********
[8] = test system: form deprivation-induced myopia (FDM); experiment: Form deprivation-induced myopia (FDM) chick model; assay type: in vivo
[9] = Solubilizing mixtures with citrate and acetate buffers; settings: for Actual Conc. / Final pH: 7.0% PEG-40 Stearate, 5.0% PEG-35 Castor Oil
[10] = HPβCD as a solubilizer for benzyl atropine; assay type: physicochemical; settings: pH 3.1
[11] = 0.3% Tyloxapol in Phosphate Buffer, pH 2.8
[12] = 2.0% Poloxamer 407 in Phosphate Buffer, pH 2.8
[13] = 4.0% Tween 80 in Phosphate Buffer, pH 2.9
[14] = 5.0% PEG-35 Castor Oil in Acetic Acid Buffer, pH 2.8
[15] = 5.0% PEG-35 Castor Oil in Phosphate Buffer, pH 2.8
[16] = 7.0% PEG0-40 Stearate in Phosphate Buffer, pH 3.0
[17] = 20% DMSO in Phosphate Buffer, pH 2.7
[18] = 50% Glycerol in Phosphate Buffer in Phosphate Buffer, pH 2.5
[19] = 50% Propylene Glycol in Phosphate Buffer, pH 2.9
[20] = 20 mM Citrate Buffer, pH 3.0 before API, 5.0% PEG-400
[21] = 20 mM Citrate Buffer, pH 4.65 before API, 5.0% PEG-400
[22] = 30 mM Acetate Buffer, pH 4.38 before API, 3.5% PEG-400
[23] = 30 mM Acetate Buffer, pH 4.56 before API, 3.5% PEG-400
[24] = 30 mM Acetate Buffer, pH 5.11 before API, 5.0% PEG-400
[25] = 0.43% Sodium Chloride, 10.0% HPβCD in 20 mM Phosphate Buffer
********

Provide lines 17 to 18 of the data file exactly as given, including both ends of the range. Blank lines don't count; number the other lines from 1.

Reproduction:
[24] = 30 mM Acetate Buffer, pH 5.11 before API, 5.0% PEG-400
[25] = 0.43% Sodium Chloride, 10.0% HPβCD in 20 mM Phosphate Buffer